Blogospheric pressures in Singapore: Internet discourses and the 2006 General Election
Lee, T. and Kan, C. (2008) Blogospheric pressures in Singapore: Internet discourses and the 2006 General Election. Murdoch University. Asia Research Centre, Murdoch University, Murdoch, W.A.
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Singapore’s technological prowess as one of the most networked city, society and nation is reflected in most statistical data. Indeed, Singapore is relentless in its pursuit of making technological and Internet history/ies. In its latest Intelligent Nation 2015 (iN2015) master plan, Singapore plans to integrate all aspects of info-communications into a single ultra-fast broadband platform that will be capable of delivering ultra-fast Internet. This paper provides a brief update on the extent of technological and Internet deployment. More importantly, it looks at how the Internet has further developed by analysing the events surrounding the 2006 General Elections in Singapore. Each election in Singapore is arguably a key regulatory milestone for the Internet because new rules are either invoked via new or revised legislation or new warnings issued to keep a lid on the effectiveness of new technologies. While Singapore has undoubtedly made ‘history’ in its regulatory approaches and strategies in managing the liberatory impulses, with outright censorship of racial, religious and pornographic – and, since 11 September 2001 (9/11), terrorist-related – websites making headlines around the world, it has also been able to score impressively in the technological competencies of its citizens. In the discussion that follows, we examine the current state of the Singaporean blogosphere and considers if the regulatory landscape has been altered following pressures brought about by blogs and other alternative websites. It argues that the implementation of both overt and subtle controls of alternative political websites as well as heavy-handed actions by the authorities to rein in on errant Internet users and bloggers, along with the occasional talking-down of the significance of the Singaporean blogosphere, have accentuated the ambivalence that the Internet in Singapore has (re)presented.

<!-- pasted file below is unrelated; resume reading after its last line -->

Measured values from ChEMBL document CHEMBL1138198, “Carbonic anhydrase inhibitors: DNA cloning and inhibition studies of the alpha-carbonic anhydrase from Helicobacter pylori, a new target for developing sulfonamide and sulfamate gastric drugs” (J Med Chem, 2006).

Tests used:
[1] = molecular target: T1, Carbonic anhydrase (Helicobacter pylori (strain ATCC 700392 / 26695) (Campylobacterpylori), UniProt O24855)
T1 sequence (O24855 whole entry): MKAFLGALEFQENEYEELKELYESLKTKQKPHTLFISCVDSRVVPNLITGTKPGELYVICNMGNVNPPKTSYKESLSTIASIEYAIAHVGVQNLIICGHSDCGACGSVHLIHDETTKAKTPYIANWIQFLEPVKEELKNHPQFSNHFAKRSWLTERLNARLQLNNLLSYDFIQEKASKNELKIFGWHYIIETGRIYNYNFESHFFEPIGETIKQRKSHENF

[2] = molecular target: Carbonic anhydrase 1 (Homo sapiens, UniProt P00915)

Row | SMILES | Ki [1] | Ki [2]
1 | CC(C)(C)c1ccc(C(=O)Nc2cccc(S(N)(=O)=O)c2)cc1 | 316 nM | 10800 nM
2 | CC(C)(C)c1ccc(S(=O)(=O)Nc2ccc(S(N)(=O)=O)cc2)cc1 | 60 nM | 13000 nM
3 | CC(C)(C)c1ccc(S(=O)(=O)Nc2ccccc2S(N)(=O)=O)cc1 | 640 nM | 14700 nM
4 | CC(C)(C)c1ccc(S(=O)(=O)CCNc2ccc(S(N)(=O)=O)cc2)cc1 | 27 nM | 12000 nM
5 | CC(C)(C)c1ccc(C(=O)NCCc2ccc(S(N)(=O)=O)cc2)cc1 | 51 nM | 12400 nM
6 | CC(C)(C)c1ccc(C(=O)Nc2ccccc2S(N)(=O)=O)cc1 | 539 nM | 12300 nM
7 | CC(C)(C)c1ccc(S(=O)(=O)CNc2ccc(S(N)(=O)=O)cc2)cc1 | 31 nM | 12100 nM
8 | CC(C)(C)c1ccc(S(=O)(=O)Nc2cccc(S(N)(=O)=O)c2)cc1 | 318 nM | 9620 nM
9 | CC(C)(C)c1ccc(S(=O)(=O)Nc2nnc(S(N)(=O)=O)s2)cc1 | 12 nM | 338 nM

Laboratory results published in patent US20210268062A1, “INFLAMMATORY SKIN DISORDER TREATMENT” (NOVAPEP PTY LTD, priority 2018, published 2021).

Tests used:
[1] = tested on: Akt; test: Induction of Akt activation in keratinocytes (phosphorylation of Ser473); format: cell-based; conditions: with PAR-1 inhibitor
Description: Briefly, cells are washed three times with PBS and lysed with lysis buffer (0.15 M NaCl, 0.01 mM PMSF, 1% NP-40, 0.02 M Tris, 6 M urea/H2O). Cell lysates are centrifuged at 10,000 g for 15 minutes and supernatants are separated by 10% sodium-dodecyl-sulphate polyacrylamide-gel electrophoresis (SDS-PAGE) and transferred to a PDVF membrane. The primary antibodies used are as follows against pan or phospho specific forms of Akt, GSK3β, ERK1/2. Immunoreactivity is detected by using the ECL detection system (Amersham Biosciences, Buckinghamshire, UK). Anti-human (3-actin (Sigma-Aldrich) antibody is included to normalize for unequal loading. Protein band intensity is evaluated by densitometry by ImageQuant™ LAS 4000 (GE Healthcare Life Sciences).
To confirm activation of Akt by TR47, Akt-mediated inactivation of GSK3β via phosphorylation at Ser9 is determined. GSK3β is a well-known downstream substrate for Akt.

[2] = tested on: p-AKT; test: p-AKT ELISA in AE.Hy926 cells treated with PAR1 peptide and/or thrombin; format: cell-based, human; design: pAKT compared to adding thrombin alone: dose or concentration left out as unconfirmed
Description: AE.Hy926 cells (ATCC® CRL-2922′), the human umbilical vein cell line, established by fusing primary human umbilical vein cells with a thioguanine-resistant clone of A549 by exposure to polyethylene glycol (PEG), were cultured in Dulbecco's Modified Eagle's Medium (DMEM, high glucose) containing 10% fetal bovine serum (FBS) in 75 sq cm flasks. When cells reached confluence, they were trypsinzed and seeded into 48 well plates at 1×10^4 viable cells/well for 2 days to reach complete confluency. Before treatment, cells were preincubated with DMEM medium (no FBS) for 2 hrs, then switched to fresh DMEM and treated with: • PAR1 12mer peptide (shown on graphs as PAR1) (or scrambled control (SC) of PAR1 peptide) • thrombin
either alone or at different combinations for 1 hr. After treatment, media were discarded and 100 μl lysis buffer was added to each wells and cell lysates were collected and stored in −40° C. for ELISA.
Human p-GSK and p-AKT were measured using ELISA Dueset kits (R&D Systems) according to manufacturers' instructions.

|Publication Type:||Working Paper|
|Murdoch Affiliation:||Asia Research Centre|
|Series Name:||Working Paper. Asia Research Centre. No. 150|
|Publisher:||Murdoch University. Asia Research Centre|
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